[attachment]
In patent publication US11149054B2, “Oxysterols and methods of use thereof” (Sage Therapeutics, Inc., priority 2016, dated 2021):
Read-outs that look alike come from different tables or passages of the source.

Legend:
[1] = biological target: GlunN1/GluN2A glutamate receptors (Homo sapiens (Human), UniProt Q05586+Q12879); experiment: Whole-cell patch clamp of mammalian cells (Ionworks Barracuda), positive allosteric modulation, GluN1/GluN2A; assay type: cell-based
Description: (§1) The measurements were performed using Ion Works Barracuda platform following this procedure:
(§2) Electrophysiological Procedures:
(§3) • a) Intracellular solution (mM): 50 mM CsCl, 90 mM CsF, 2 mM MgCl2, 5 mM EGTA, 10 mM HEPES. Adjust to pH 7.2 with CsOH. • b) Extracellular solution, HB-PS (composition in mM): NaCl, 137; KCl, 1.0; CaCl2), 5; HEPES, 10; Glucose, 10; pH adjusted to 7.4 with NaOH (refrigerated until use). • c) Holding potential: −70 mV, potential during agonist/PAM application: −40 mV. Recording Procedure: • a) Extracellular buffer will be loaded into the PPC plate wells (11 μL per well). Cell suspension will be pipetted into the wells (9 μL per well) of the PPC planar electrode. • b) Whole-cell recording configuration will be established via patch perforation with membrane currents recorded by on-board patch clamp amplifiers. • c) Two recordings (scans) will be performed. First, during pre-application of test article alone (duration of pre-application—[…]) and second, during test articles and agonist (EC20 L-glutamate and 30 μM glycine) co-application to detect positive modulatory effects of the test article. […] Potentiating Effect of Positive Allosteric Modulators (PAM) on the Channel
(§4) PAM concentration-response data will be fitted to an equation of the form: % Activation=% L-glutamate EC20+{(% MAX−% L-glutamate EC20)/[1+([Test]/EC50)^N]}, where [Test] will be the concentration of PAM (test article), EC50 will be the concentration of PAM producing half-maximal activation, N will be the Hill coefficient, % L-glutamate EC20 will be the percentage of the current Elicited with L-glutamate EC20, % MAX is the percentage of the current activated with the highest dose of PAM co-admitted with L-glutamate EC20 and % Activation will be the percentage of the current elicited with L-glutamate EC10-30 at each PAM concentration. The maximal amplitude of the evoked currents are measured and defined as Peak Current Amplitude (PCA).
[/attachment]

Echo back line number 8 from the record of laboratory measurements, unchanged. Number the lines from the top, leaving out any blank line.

(§4) PAM concentration-response data will be fitted to an equation of the form: % Activation=% L-glutamate EC20+{(% MAX−% L-glutamate EC20)/[1+([Test]/EC50)^N]}, where [Test] will be the concentration of PAM (test article), EC50 will be the concentration of PAM producing half-maximal activation, N will be the Hill coefficient, % L-glutamate EC20 will be the percentage of the current Elicited with L-glutamate EC20, % MAX is the percentage of the current activated with the highest dose of PAM co-admitted with L-glutamate EC20 and % Activation will be the percentage of the current elicited with L-glutamate EC10-30 at each PAM concentration. The maximal amplitude of the evoked currents are measured and defined as Peak Current Amplitude (PCA).